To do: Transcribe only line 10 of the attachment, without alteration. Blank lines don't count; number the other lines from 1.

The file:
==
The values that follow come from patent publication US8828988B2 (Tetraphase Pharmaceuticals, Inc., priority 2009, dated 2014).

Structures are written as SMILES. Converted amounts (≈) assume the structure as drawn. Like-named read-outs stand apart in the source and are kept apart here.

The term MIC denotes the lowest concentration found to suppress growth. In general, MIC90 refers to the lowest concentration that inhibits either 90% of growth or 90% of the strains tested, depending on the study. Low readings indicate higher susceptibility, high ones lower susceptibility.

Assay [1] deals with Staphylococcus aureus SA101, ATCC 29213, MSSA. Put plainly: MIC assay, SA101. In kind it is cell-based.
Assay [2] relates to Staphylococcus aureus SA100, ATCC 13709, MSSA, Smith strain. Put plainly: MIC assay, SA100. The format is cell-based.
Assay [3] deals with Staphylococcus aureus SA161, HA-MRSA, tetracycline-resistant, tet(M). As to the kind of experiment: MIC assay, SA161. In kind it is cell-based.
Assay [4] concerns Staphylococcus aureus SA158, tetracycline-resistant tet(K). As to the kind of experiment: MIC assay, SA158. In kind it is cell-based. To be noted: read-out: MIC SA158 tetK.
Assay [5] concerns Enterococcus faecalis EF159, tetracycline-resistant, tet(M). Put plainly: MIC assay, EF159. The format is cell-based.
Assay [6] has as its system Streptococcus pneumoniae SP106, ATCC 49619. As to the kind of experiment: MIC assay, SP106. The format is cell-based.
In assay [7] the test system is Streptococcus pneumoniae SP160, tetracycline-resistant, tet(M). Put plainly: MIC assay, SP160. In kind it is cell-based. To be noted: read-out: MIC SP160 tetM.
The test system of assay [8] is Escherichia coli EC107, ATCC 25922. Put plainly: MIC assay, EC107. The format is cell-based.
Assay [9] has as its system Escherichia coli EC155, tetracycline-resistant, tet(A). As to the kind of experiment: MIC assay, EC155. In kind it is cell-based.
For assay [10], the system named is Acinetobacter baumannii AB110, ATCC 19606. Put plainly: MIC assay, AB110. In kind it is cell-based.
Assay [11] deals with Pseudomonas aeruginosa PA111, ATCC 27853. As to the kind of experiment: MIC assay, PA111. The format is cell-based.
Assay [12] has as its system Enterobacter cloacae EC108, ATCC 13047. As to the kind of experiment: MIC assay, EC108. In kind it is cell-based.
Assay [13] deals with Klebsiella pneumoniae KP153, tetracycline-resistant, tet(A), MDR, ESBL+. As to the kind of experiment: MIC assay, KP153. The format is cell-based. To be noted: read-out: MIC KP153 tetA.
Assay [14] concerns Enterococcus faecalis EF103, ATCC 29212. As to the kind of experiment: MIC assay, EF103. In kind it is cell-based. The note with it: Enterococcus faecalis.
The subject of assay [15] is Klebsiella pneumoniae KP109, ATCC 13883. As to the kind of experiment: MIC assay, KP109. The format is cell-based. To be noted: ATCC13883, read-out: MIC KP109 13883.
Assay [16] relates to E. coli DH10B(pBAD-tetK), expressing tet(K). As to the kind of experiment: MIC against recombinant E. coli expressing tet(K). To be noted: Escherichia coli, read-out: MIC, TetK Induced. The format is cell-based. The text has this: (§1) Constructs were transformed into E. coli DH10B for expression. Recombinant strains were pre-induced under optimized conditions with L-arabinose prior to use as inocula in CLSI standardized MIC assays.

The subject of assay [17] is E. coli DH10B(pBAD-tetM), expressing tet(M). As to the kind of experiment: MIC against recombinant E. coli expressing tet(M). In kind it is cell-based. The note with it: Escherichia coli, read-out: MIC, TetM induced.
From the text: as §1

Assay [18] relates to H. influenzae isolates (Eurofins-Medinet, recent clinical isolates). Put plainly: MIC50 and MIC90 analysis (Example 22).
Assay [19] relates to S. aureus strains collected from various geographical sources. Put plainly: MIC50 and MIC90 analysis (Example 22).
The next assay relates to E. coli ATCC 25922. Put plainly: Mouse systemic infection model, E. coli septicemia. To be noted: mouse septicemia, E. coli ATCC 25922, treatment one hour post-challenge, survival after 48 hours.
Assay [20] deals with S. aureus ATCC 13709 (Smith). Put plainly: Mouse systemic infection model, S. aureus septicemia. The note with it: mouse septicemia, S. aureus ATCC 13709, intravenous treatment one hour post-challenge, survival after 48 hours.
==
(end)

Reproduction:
In assay [7] the test system is Streptococcus pneumoniae SP160, tetracycline-resistant, tet(M). Put plainly: MIC assay, SP160. In kind it is cell-based. To be noted: read-out: MIC SP160 tetM.